USA: Here are five key stories to track during the upcoming 2012 CES.
Ultrabook mania to push back against tablet mania
If the last Consumer Electronics Show (CES 2011) was the year of the tablet, the ultrabook is shaping up to be a CES 2012 show stopper. Ultrabooks are an increasingly competitive product category of laptop computer and tablet. They are being positioned as more feature-rich and comprehensive in functionality than tablets, yet smaller and lighter in weight than typical laptops and desktops. The ultrabooks represent a new market that sits between traditional PCs/laptops and tablets—a threat to both market segments.
Typically running the Windows 7 OS, they are extremely thin (generally around .8 inches thick), lightweight (under three pounds), speedy laptops with virtually instant start up times, with longer battery life than tablets. Screen sizes range from about 11 to 13 inches and are generally priced in the $700 to $1,100 range.
During CES12 as many as 20-to-40 ultrabook models could be introduced. Of particular note will be US companies that introduce these given that, so far, non-US companies are the main industry players.
A maturing of the mobile ecosystem; smarter, more powerful devices
Mobile connected devices are central growth drivers in the consumer electronics market. Expect to see more powerful, better connected tablets and smart phones at CES12. Such devices will be more “pocketable,” rather than “portable,” and therefore deliver a richer mobile experience. These pocketable phones will be lighter, more energy efficient, more “app friendly,” have larger, brighter screens, and offer an innovative user interfaces. Also, look for continued new product innovations in the e-reader product category.
CES12 will also feature numerous wireless providers and exhibits including Alcatel-Lucent, Audiovox, Blackberry, Ericsson, LG, Motorola, Nokia, Qualcomm, Samsung, Sprint, T-Mobile and Verizon. Expect lots of activity around mobile payments/near-field communications, mobile-centric applications, social media integration, 4G, and avenues by which wireless providers can better serve and charge the connected consumer.
Always on. Always connected
Always on, Always Connected consumer electronic devices, spanning a wide range of applications and industries, will be a big story at CES12. Expectations are for a strong showing of interconnected devices that operate in the background of our everyday lives, delivering a richer experience. A record number of auto manufacturers are likely to be onsite, unveiling new innovations in connected smart cars: tablet integration; Internet radio solutions; in-vehicle apps and driver safety technology.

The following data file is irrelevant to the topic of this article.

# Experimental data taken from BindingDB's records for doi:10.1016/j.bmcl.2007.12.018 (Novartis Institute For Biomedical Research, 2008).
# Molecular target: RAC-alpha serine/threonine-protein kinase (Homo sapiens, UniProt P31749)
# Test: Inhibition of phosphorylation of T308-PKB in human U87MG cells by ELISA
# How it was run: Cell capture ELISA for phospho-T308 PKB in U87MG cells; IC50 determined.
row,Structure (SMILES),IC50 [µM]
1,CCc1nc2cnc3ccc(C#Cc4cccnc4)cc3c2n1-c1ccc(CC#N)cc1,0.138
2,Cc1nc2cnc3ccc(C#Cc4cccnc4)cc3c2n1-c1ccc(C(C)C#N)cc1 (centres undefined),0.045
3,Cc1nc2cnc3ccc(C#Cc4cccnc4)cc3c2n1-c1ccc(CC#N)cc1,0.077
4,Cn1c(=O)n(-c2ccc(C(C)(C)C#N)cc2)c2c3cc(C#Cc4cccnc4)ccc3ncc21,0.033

CES12 will also demonstrate how the functionality of the Internet is expanding as connected sensors and intelligence are added to physical items. For example, connected home technologies ranging from kitchen appliances, to entertainment systems, to the house itself. CES12 will have numerous sessions looking at innovations in the connected home including the role of service providers in monetizing these opportunities.
At CES12 it will also be interested to watch what TV manufacturers are doing to demonstrate capabilities of “smart” TVs.
Other potential Always On. Always On developments to look for at the event include:
* More momentum in the telematics arena. Tremendous gains in road capacity and efficiency can be had with the always on, always connected capabilities of telematics. Cities are linking networks of sensors and cameras to track weather conditions and traffic flow, helping to reduce congestion, air pollution and fuel consumption.
* More mobile commerce developments that will affect banking, retail and advertising industries; similarly, more momentum towards banks enabling their customers to use a mobile device to check balances, transfer money, pay bills, apply for credit or manage their personal finances. And more activity in the mobile wallet market. Owners of small retail shops can use their handsets as a cash register to receive payments; larger retailers can let customers scan their phones to pay automatically.
A special summit is planned examining digital health product and services for earlier prevention and detection, clearer patient/doctor communication, shorter hospital stays, faster recovery times, lower insurance costs, digitized patient records and much more. Look for developments around doctors’ use of tablets in hospital emergency rooms to boost their efficiency and reduce time spent burdened by technology.
Also, look for two other potential developments: first, archiving and storing medical images in vendor-neutral, enterprise-wide repositories within remote clouds; and second, consent management, which is a system, process or set of policies within the Health Information Exchange for allowing consumers and patients to determine what health information they are willing to permit their various care providers to access.
At the event you can learn more about devices that consumers can use for managing their health in collaboration with their physicians. Among the possibilities are new types of blood pressure, glucose and implant monitors as well as medication tracking devices.
Windows 8 showcase
Windows 8 is likely to be a major story as Microsoft may introduce its Windows 8 public beta, WinStore beta, and preview its online market community. Demos of Windows 8 on Intel- and ARM-based tablets are probable. Many manufacturers will likely demonstrate how their products will use the new operating system.
Expect a lot of news about Windows 8 in the tablet space as the OS has been tailored for better power efficiency and touch screens. The same applies to Microsoft’s OS for smartphones (Mango), which already debuted but may be showcased on a series of next-generation phones.
The author is a senior executive with Accenture’s Electronics & High-Tech Group. She leads the consumer electronics practice.